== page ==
LONDON – Nick Kepler, vice president of products at startup company SuVolta Inc. (Los Gatos, Calif.), has authored an article that expounds the virtues of his company's deeply depleted channel (DDC) technology as a life extender for established bulk CMOS manufacturing nodes such as 90- and 65-nm (see Rethinking the pursuit of Moore's Law).
Kepler argues that the application of DDC and voltage reduction to 65-nm CMOS can produce a lower power consumption device on a lower cost die than the same design implemented in 28-nm bulk CMOS. This conclusion is reached even though the 28-nm die would be roughly half the size of the same IC design in 65-nm CMOS.
DDC uses tight control of graded dopant concentrations below the transistor channel to produce similar results to FinFET physical geometry and FDSOI wafers. The two primary benefits claimed for DDC are a tighter control of the variation in threshold voltage and lower voltage operation. SuVolta's DDC CMOS transistor technology takes both of these approaches to reduce the power consumption of CMOS ICs by 50 percent or more while maintaining performance at a given manufacturing node, the company has claimed.
The early disclosure of the technology at IEDM in 2011 pitched the technology as an easier to implement, lower cost alternative to both FinFETs and FDSOI, generally considered the two major strands of process technology at 22-nm and beyond. This was even though much of the DDC R&D was done in collaboration with Fujitsu Ltd using a 65-nm bulk CMOS baseline process.
Kepler's article argues that the non-recurring engineering costs, including design IP and masks costs, are five times more expensive at 28-nm as they are at 65-nm. However, the article does not factor in additional wafer engineering costs for the DDC process, nor explain a predicted escalation in per-die cost despite die size reduction.
The given conclusion is that the majority of ICs would benefit from remaining on mature process technologies because of the high costs associated with migrating to leading-edge manufacturing processes. DDC brings the option of reducing the power consumption of designs while delaying migration to finer geometries until the steep portion of the cost-learning curve is past. Kepler also makes the point that migration to the 28-nm and 20-nm nodes migration will be particularly expensive because of the need for double patterning of structures, doubling mask cost and increasing dwell time on machines in the wafer fab.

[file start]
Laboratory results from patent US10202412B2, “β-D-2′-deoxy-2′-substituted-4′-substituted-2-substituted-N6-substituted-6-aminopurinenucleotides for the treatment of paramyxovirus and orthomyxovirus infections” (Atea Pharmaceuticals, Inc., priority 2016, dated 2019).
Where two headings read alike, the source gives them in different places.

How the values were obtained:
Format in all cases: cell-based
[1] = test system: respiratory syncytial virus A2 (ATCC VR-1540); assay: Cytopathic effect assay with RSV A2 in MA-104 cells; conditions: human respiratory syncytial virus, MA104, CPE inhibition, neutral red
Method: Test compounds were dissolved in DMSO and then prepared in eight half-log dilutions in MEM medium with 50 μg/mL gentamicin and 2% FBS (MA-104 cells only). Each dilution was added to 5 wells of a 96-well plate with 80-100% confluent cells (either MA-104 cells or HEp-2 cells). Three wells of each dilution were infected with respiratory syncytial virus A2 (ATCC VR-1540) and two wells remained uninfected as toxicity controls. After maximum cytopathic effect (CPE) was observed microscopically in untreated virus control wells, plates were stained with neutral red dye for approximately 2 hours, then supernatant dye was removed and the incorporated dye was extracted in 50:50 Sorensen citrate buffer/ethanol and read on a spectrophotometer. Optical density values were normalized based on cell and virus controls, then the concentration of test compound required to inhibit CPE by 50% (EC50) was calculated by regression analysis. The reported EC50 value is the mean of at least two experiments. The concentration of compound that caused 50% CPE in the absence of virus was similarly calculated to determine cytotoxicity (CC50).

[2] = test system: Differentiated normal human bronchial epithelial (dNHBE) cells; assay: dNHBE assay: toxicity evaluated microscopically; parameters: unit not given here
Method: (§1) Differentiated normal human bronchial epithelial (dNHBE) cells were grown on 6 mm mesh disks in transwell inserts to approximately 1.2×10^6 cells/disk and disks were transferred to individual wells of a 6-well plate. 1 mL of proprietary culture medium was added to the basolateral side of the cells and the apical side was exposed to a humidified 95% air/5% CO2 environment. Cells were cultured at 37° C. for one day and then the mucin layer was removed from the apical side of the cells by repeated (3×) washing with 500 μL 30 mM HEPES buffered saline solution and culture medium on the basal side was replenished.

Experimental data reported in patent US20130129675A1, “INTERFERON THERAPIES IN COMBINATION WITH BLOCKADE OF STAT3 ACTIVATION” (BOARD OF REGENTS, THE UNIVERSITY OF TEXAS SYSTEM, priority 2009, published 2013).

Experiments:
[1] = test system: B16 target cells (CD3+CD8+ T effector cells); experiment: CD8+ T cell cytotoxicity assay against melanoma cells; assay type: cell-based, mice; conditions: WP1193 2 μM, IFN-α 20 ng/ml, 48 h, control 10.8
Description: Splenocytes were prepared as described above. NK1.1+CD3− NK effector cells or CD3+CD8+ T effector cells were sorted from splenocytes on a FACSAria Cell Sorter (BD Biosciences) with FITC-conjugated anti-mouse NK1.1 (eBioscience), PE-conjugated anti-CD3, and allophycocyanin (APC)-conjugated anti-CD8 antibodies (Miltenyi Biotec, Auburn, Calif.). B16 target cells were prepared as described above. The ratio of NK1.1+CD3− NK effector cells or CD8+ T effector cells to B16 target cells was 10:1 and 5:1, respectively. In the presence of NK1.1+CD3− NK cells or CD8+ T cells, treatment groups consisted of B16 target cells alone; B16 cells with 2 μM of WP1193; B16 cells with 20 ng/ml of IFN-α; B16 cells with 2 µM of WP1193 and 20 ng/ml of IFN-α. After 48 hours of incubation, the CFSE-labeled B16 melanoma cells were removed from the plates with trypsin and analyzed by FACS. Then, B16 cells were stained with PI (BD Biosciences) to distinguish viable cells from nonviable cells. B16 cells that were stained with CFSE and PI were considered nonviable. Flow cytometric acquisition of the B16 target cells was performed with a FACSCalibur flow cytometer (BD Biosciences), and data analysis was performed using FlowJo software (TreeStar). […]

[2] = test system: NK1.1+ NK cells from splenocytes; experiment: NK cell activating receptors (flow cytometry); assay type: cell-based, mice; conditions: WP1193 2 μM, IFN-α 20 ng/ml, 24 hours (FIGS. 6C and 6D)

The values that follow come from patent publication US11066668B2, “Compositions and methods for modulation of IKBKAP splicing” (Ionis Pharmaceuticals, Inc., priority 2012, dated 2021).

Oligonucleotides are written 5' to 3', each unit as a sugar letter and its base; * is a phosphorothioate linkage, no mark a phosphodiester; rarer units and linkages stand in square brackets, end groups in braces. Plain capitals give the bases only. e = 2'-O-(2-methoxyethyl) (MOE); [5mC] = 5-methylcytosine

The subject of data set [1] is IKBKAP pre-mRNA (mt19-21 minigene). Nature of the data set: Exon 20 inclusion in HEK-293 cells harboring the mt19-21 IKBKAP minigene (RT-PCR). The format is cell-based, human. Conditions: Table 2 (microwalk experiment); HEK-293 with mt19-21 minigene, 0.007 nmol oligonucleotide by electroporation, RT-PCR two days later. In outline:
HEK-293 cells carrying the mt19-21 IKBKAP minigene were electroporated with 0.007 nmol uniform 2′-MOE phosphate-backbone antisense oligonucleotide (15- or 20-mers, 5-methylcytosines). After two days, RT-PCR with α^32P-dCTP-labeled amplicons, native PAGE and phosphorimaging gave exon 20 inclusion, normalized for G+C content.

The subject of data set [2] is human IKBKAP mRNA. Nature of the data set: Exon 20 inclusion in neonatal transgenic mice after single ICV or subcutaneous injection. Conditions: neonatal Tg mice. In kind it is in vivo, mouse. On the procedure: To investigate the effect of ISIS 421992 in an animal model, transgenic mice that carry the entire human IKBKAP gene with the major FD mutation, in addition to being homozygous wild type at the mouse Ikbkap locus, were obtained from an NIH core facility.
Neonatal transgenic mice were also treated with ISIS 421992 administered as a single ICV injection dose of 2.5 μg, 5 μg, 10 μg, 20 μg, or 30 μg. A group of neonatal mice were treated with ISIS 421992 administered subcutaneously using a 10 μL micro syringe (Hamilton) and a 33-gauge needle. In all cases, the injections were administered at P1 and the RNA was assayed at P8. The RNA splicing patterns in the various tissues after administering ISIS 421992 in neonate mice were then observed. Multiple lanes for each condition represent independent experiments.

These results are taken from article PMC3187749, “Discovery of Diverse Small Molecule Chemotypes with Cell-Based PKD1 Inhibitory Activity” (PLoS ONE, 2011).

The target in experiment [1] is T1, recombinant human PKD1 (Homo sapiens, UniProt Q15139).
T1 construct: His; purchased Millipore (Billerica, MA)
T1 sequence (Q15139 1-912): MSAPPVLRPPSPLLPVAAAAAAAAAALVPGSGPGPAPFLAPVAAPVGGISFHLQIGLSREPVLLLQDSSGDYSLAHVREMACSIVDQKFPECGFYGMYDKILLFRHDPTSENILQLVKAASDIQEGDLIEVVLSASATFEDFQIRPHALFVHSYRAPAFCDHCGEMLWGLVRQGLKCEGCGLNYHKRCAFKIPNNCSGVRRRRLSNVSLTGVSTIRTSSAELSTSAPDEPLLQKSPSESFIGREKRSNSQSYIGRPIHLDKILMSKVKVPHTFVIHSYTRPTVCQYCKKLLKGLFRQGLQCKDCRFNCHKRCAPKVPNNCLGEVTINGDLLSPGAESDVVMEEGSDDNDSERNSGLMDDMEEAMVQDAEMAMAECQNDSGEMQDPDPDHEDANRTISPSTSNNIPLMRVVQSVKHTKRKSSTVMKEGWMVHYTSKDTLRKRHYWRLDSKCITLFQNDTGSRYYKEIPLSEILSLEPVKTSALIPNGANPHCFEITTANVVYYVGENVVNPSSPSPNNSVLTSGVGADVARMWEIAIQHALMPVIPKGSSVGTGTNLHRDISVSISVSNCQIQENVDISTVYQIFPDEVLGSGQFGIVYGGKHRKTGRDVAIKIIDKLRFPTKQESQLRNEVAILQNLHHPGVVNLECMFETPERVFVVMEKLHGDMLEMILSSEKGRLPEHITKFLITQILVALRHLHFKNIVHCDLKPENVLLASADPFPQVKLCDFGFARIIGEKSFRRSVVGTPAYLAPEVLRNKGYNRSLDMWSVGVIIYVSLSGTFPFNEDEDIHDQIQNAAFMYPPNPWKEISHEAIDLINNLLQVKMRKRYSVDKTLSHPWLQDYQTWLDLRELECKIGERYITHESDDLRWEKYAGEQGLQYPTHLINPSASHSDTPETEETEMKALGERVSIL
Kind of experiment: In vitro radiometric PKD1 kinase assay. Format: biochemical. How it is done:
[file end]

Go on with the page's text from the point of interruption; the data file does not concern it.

"This technology extension benefit will remain true as the specific process technologies that are classified as “mature” (90nm and 65nm today) and “leading-edge” (28nm today) change over time," Kepler concluded. No disclosure is made as to whether Fujitsu or any other chip manufacturer or foundry has plans to introduce low power consumption DDC versions of established bulk CMOS processes.
Nvidia made related comments. We can debate the node 20? 14? But transistor cost even at maturity is not really lower at some point. So that begs the question why pay for higher cost for a few years just to get to cost parity?
Even at the 20nm node our company thinking was 20nm MIGHT only make sense for application processors chips. All other chips like wifi, we think will stay at 40/28nm. Interesting that even Nvida questions value of 20nm? They have historically been 1st movers and helped bebug yield and design rule issues to help make 65 /45/40 viable for industry.
seems right . For more and more of our product line, ROI is staying at mature node longer and moving to advanced node later. If mature node is improved more, even better.
At a high level this is driven by the increasing cost of the advance node plus the advanced node delievering less "goodness" over time.
David Patterson, known for his pioneering research that led to RAID, clusters and more, is part of a team at UC Berkeley that recently made its RISC-V processor architecture an open source hardware offering. We talk with Patterson and one of his colleagues behind the effort about the opportunities they see, what new kinds of designs they hope to enable and what it means for today’s commercial processor giants such as Intel, ARM and Imagination Technologies.